Invitations like this don’t come around very often. Certainly not for me and certainly not in Ireland. Friends, Jeanne and Natasha from Albuquerque in New Mexico (in fact you can read about how we met here) were visiting again, this time for the The Irish National Hot Air Balloon Championships in County Offaly. Held annually since 1971, this is the longest running national ballooning event in the world and the biggest in Ireland. Invitation only, up to 40 balloons from around the world, fly each year in what promised to be an incredible spectacle. It was held over the week of September 24 to 28th.
There was a chance I could crew. Who wouldn’t want to be part of that? But I ummed and ahed. I was still recovering from three weeks in the US. On Tuesday it was still just a thought. By Wednesday I had the kind offer of a bed from a musician friend at her magnificent BnB in Kinnitty, Ardmore Country House. House. That sealed it for me. A night or two in quite possibly one of the best BnB’s in Ireland and some fiddle tunes was the extra incentive I needed.
It was only a couple of hours drive and in dull weather I arrived at the launching place, which was the dramatic gardens surrounding Birr Caste and Demesne. Preparations were well underway for the late afternoon flight. I couldn’t find my friends from Albuquerque so I watched with great interest the activities feverishly underway, as crews readied their balloons.
Balloons were being unfurled, baskets were being loaded, flames were being thrown and one by one the giant multicoloured bubbles stood upright and drifted slowly into the hazy evening. I started to put some pieces of the jigsaw together but I really had little idea of what I was watching. As the last balloon drifted over the castle I came to the realization that my friends were in the air and that they probably had to land somewhere. So I asked someone, who seemed to know, who said they were heading to Kinnitty, about 10 km to the east. Well, turned out she didn’t actually have much more of an idea than me, or perhaps the wind didn’t cooperate but, in my haste to get to Kinnitty, I failed to notice they were actually heading northeast rather than east.
I caught up later that evening with Jeanne and Natasha at Dempsey’s Bar in the charming village of Cadamstown, 10 minutes north of Kinnitty where a regular trad session was being held. The word had got out and the pub was crammed with musicians and with ballooning people. They were lucky. It was terrific music led by local box and banjo legends, the Kinsella brothers, and at least twenty other musicians with a high energy mix of tunes and songs. Jeanne and Natasha had bought their harps with them from the States and treated us to some lovely duets.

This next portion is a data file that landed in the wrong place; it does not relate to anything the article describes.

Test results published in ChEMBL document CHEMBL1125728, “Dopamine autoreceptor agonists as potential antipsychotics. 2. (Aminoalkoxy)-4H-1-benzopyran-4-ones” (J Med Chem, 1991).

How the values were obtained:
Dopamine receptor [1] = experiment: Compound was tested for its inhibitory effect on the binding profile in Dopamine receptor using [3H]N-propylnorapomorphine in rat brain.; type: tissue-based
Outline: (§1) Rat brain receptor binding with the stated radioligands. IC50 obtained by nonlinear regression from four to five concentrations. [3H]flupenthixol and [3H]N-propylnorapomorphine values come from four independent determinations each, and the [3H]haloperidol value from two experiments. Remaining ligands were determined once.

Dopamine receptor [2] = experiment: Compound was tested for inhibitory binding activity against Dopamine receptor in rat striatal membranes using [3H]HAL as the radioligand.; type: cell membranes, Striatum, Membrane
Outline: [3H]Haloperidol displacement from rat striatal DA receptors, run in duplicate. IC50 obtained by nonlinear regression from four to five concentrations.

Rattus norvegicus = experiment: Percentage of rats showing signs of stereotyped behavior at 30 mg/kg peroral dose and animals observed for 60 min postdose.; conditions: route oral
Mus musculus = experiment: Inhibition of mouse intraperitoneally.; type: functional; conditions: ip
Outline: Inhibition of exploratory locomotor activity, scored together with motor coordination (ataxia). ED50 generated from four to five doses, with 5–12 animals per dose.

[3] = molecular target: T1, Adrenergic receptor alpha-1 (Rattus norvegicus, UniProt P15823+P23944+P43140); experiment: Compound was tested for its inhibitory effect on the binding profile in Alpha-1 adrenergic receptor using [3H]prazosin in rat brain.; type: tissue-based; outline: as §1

In among the tunes we discussed the possibility of a flight the next morning. My education in ballooning continued. A decision on whether flying was possible would be made at the Pilots’ Briefing at 6:30 am. Weather conditions, in particular wind speed and direction, were the primary factors. Then the teams will move to the launch site and each pilot will make the decision as to whether they will fly. I couldn’t be guaranteed a spot in the basket but if that didn’t happen I could join the chase crew. They are charged with following the balloon to be there wherever it lands, get permission from the local farmer and collect and transport the crew and the balloon back to Birr. It looked promising.
So next morning I was there. The wind was good and the weather was fine and the decision was a Go. There was a problem though. Patchy thick fog had descended and there were worries about visibility. So the crews made their way to the site for individual pilots to make their own call. It had been a cold night and frost was still covering the ground, the wetness soaking through my waterproof boots to my toes.
A few set up and started inflating their balloons but most pilots waited. The mist had created an eerie atmosphere and while the delay was disappointing it was a hugely appealing light and plenty of opportunities for the photographer in me to experiment.
As the sun rose the feeling was that the fog would burn away and a few started to take to the air. Our pilot Steve Coffing (who just happened to be Natasha’s uncle), though remained cautious. It seemed obvious but the primary requirement was that you need to see the ground. There was still doubt about whether the fog had lifted sufficiently to give this required visibility. We waited.
Most balloons were now in the sky, but then the fog came back in and a number of the last to lift off returned to the ground. Finally Steve decided when it became clear that we had run out of time and called off the morning flight. I was actually not particularly upset as I felt happy that despite my frozen fingers, I had captured some great images. I’ll leave it to you to judge.
We adjourned for breakfast at a local cafe. Steve was confident the weather would be good in the evening and renewed my invitation to fly. He suggested I be at the afternoon briefing at 4.30 pm.
Once the fog lifted it turned into a cracker of a day. Perfect to explore the nearby Sieve Bloom. These low mountains straddle Offaly and Laois and are a wonderful mix of thick forests of spruce and pine, ancient oak and beech forests, open bog land, lakes and mountain streams cascading through mossy glens. It is a hiker’s’ paradise, so that’s what I did. But my mind was elsewhere.
On tenterhooks I attended the 4.30 pm briefing. It was a Go decision for the evening flight. But things had changed a little and the balloon that I had planned to fly in was needed for a check flight to maintain the owner’s licence. Steve managed to get a piloting spot on another balloon but I was told that balloon was full. Then fate stepped in. Nikki and Dylan, an Aussie couple I had met the previous night at the session in Cadamstown, came to my rescue. Friends of the owner of the balloon Steve was flying. they had already flown a couple of times earlier in the week. To my eternal gratitude they gave up their spot and it was Up Up and Away [Oh dear, I never thought I could be so cheesy as to use that line!]